Trust In Relationships: It’s a paycheck, not a lottery


Trust in relationships is a powerful force. With it, everything seems clear and safe – because you have confidence that you know critical information and that you can rely on your partner. Without it, you lack confidence, because everything is uncertain, scary, and bleak.

It is frustrating to know your partner does not trust you. The knowledge can be quite painful. It is also, underneath the hurt, empowering. You know what is wrong, so now you can figure out how to fix it.

“To be trusted is a greater compliment than being loved.” – George MacDonald

Trust is earned, as is credibility. It is not something freely given, no matter how much society tries to pretend that it is. Trust is earned by repeatedly telling verifiable truths. It is earned by not causing harm to another. It is earned when someone is always there to catch us when we fall. It is damaged when someone allows us to fall or, worse, is the cause of the tumble. It is damaged when untruths are detected. It makes us question what else has occurred. What else was dishonest? When else were you pushed and caused to stumble?

How to Repair Lost Trust

The answer to the loss of trust in relationships is to first realize that there is a reason for it. Second, you need to take responsibility for it. Third, you need to repair the wound your partner sustained when you were untrustworthy. Fourth, you need to accept that it takes time to rebuild trust. Finally, you need to behave in a trustworthy manner so as to actually rebuild the trust.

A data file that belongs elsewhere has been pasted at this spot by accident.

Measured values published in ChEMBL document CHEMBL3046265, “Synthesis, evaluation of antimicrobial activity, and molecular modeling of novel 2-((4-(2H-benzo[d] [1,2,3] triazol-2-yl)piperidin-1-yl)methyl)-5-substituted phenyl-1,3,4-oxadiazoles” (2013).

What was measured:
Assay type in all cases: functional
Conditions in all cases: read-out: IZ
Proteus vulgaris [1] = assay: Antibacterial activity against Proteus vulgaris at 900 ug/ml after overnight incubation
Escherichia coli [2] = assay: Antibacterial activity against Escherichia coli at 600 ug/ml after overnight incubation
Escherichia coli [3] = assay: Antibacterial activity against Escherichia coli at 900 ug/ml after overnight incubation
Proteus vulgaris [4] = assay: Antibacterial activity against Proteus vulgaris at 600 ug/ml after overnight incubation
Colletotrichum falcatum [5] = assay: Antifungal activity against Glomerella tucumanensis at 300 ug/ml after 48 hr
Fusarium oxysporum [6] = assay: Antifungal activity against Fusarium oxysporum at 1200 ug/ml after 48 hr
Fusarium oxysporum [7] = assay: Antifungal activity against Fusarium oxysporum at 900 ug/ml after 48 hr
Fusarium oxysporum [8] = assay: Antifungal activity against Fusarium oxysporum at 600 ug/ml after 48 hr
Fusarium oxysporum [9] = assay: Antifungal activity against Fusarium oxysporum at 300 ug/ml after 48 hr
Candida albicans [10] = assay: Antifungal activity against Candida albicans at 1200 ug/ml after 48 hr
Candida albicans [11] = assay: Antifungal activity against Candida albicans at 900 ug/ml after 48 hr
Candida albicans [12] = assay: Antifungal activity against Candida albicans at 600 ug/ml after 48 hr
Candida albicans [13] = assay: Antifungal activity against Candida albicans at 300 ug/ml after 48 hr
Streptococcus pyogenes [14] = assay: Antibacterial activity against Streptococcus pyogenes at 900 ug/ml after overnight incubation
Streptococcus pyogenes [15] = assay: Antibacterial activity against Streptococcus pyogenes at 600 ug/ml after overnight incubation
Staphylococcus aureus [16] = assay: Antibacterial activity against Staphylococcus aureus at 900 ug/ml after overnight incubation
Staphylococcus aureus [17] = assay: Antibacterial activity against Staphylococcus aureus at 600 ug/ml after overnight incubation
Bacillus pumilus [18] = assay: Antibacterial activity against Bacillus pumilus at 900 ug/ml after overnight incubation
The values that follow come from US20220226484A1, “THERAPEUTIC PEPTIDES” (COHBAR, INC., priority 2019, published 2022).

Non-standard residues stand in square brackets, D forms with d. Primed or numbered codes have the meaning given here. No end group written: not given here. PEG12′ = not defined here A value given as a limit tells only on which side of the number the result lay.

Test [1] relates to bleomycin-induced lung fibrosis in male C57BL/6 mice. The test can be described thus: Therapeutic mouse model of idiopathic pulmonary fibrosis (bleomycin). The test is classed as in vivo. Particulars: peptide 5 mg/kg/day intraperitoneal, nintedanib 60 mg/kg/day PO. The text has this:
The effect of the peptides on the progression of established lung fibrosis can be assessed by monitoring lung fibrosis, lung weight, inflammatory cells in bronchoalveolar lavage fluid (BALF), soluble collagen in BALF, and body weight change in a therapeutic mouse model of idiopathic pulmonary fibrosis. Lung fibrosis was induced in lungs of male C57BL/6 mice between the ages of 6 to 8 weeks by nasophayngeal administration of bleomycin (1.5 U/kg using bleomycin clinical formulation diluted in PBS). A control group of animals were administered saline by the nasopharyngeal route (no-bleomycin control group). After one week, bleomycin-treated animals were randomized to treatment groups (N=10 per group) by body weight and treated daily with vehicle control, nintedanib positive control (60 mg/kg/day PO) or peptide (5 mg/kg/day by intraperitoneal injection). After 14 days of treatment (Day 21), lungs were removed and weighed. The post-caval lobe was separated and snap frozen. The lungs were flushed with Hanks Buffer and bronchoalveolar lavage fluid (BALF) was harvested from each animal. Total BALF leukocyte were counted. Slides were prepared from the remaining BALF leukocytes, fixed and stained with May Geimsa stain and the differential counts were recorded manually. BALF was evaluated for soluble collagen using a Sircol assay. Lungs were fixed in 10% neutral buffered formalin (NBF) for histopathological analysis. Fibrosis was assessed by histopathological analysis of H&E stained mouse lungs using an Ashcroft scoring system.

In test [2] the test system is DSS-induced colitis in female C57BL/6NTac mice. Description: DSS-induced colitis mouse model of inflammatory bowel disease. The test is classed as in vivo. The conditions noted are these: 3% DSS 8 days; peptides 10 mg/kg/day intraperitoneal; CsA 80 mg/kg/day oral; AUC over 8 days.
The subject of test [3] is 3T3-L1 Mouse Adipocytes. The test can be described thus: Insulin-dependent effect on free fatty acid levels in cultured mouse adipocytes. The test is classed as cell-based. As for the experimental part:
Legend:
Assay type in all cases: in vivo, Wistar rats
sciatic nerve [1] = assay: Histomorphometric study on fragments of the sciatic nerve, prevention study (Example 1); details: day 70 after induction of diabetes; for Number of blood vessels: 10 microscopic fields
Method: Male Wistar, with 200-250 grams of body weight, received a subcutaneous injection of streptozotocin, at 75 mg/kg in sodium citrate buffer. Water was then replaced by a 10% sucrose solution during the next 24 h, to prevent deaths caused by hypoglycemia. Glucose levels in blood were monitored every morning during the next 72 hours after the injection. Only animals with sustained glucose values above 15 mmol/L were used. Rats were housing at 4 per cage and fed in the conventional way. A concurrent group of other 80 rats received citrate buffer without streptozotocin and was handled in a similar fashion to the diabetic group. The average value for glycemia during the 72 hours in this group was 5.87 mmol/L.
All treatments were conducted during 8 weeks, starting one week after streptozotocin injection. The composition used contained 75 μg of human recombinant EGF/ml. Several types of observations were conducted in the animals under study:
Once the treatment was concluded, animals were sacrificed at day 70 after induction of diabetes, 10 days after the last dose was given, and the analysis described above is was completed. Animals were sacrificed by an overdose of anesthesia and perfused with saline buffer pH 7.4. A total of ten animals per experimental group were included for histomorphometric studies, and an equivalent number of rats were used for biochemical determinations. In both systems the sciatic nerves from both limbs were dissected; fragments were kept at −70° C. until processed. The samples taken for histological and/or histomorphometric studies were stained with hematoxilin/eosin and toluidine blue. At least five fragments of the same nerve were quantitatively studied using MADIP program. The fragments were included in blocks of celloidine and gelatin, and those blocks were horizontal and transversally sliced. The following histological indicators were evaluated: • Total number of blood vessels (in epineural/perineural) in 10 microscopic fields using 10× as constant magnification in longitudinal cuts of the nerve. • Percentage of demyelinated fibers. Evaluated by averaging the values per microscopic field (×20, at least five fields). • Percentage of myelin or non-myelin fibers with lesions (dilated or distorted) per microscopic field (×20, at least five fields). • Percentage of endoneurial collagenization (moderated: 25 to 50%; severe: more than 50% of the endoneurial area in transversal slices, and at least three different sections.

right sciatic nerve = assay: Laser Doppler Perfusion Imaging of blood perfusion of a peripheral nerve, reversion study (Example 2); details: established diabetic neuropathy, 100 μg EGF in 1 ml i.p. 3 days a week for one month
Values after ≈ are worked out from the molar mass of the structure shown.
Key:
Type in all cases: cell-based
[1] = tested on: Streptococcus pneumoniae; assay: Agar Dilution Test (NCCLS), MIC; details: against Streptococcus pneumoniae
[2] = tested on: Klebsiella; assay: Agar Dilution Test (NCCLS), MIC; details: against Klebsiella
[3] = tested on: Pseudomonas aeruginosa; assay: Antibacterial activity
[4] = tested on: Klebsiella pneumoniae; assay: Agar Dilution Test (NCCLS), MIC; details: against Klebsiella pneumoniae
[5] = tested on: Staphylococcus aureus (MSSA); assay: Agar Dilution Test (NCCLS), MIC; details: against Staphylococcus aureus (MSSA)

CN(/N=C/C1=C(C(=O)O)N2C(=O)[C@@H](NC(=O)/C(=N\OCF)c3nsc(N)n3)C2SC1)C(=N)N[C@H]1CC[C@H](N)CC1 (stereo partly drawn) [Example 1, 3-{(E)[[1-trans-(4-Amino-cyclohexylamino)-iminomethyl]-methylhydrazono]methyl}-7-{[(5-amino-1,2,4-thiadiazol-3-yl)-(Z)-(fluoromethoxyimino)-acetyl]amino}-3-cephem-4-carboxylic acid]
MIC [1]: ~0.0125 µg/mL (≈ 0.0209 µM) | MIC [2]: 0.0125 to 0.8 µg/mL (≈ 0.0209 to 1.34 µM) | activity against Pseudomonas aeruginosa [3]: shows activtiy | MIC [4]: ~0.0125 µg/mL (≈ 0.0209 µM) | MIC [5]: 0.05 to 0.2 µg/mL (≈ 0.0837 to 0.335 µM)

Repairing Trust Takes Time

People come to me all the time complaining that their spouse doesn’t trust them. My answer is to repair their credibility and behave in a verifiably trustworthy manner. “He should just know I’m telling the truth.” No. Read The National Enquirer. Do you just know that any article in there is true? I hope not. The problem is credibility. Until you rebuild your own, you must rely on the credibility of other things that independently verify your truthfulness.

Don’t Try To Stand On What You Don’t Have

Spouses who have lost credibility make the mistake of trying to stand on it anyway. If you try to stand on a bridge that isn’t there, you are going to fall. The same thing happens when you try to stand on missing credibility. They also attempt to portray it as the problem of the spouse who doesn’t trust them. “She just has trust issues.” My answer is, “She has issues trusting you because you’ve taught her that trusting you leads to pain and/or humiliation. She shouldn’t trust you. Want trust? Earn it.”

Final analogy: trust isn’t like the lottery, where you get a lot for practically nothing. It’s more like a paycheck that has to be earned.

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4 Responses to Trust In Relationships: It’s a paycheck, not a lottery

  1. Pingback: So You Want To Improve Your Marriage - Intro & Avoiding Common Mistakes - Marriage AdvocatesMarriage Advocates

  2. Pingback: Ending Your Affair and Returning to Your Marriage – Part III: Rebuilding Trust - Marriage AdvocatesMarriage Advocates

  3. Daisy72 says:

    Love the article!

  4. Ace says:

    Great article. (I also like your graphics showing an “Ace of Hearts up one’s sleeve.” )

    Four years ago, I sought online help to rebuild trust after being betrayed. I learned that I might never be able to blindly trust my spouse ever again. I’d be interested in exploring the lottery analogy (getting a lot of trust for practically nothing). Being a gamble, the “lottery” aspect seems to describe blind trust, which is what most spouses have early in their relationship. Once it’s shattered, some think it can never be re-assembled to its original condition.

    After it’s been broken, can trust ever be earned back in totality?


    P.S. I will cut/paste this comment on the discussion forum linked to this article.

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